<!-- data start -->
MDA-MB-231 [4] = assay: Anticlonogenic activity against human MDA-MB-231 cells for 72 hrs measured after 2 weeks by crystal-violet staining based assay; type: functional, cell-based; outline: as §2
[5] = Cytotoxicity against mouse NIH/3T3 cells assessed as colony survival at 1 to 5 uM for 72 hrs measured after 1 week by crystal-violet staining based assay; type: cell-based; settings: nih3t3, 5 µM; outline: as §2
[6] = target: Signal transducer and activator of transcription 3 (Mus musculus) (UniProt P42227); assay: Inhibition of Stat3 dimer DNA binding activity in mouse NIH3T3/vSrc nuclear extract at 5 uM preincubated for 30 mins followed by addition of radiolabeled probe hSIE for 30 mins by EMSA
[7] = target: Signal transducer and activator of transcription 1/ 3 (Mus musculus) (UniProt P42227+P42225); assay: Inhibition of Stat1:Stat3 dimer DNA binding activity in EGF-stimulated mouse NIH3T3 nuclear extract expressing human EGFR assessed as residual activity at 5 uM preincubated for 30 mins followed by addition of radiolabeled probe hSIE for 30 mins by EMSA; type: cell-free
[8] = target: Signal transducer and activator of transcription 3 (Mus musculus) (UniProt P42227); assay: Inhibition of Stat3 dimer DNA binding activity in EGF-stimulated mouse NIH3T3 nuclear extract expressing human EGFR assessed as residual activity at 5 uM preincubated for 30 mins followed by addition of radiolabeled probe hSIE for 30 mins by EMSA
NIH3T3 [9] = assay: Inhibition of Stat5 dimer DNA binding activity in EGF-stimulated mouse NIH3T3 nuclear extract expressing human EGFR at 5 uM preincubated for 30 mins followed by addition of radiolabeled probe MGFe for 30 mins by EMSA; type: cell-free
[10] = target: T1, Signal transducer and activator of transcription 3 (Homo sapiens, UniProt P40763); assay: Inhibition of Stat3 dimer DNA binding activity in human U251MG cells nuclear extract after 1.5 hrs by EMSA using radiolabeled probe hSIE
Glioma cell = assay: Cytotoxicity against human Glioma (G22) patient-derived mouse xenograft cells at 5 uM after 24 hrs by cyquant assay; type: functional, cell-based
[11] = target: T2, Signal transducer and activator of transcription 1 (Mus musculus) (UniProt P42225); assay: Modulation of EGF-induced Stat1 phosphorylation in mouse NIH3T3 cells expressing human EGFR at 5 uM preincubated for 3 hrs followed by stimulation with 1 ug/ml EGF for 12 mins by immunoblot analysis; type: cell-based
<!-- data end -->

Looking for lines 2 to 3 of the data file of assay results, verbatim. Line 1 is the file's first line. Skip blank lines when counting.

[5] = Cytotoxicity against mouse NIH/3T3 cells assessed as colony survival at 1 to 5 uM for 72 hrs measured after 1 week by crystal-violet staining based assay; type: cell-based; settings: nih3t3, 5 µM; outline: as §2
[6] = target: Signal transducer and activator of transcription 3 (Mus musculus) (UniProt P42227); assay: Inhibition of Stat3 dimer DNA binding activity in mouse NIH3T3/vSrc nuclear extract at 5 uM preincubated for 30 mins followed by addition of radiolabeled probe hSIE for 30 mins by EMSA